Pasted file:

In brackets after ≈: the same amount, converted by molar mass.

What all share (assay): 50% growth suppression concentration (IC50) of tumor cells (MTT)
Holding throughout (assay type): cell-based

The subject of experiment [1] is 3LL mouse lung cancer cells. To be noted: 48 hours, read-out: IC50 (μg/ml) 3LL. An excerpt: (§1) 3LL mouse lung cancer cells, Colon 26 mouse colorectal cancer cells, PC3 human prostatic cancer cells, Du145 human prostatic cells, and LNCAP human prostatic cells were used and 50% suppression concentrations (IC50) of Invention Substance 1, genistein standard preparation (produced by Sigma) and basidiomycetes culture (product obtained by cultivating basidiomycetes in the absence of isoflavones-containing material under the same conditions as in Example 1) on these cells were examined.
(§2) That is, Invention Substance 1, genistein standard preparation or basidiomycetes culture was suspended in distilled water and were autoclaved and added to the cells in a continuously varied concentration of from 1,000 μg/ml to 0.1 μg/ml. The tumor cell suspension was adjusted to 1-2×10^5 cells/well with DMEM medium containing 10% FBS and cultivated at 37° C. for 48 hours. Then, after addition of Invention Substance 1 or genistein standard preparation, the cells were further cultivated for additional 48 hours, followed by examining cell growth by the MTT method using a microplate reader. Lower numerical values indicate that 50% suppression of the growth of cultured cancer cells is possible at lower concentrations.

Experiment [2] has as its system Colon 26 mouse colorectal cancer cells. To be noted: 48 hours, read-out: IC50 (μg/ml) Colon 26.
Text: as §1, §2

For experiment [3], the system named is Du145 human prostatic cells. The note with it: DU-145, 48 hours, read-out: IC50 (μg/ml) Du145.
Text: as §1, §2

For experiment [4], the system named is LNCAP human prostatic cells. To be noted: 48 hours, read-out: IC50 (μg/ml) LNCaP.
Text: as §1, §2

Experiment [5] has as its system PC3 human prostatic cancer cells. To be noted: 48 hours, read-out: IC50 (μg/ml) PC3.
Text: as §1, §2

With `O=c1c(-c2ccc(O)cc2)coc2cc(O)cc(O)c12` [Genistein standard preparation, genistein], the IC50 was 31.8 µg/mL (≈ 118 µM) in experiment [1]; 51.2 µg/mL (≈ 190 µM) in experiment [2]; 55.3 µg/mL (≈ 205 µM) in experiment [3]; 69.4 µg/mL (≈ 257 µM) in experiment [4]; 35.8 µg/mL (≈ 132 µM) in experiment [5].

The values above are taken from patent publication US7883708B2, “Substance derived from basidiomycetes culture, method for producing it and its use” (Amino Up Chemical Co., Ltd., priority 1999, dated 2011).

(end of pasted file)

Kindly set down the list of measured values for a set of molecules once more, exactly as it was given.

In brackets after ≈: the same amount, converted by molar mass.

What all share (assay): 50% growth suppression concentration (IC50) of tumor cells (MTT)
Holding throughout (assay type): cell-based

The subject of experiment [1] is 3LL mouse lung cancer cells. To be noted: 48 hours, read-out: IC50 (μg/ml) 3LL. An excerpt: (§1) 3LL mouse lung cancer cells, Colon 26 mouse colorectal cancer cells, PC3 human prostatic cancer cells, Du145 human prostatic cells, and LNCAP human prostatic cells were used and 50% suppression concentrations (IC50) of Invention Substance 1, genistein standard preparation (produced by Sigma) and basidiomycetes culture (product obtained by cultivating basidiomycetes in the absence of isoflavones-containing material under the same conditions as in Example 1) on these cells were examined.
(§2) That is, Invention Substance 1, genistein standard preparation or basidiomycetes culture was suspended in distilled water and were autoclaved and added to the cells in a continuously varied concentration of from 1,000 μg/ml to 0.1 μg/ml. The tumor cell suspension was adjusted to 1-2×10^5 cells/well with DMEM medium containing 10% FBS and cultivated at 37° C. for 48 hours. Then, after addition of Invention Substance 1 or genistein standard preparation, the cells were further cultivated for additional 48 hours, followed by examining cell growth by the MTT method using a microplate reader. Lower numerical values indicate that 50% suppression of the growth of cultured cancer cells is possible at lower concentrations.

Experiment [2] has as its system Colon 26 mouse colorectal cancer cells. To be noted: 48 hours, read-out: IC50 (μg/ml) Colon 26.
Text: as §1, §2

For experiment [3], the system named is Du145 human prostatic cells. The note with it: DU-145, 48 hours, read-out: IC50 (μg/ml) Du145.
Text: as §1, §2

For experiment [4], the system named is LNCAP human prostatic cells. To be noted: 48 hours, read-out: IC50 (μg/ml) LNCaP.
Text: as §1, §2

Experiment [5] has as its system PC3 human prostatic cancer cells. To be noted: 48 hours, read-out: IC50 (μg/ml) PC3.
Text: as §1, §2

With `O=c1c(-c2ccc(O)cc2)coc2cc(O)cc(O)c12` [Genistein standard preparation, genistein], the IC50 was 31.8 µg/mL (≈ 118 µM) in experiment [1]; 51.2 µg/mL (≈ 190 µM) in experiment [2]; 55.3 µg/mL (≈ 205 µM) in experiment [3]; 69.4 µg/mL (≈ 257 µM) in experiment [4]; 35.8 µg/mL (≈ 132 µM) in experiment [5].

The values above are taken from patent publication US7883708B2, “Substance derived from basidiomycetes culture, method for producing it and its use” (Amino Up Chemical Co., Ltd., priority 1999, dated 2011).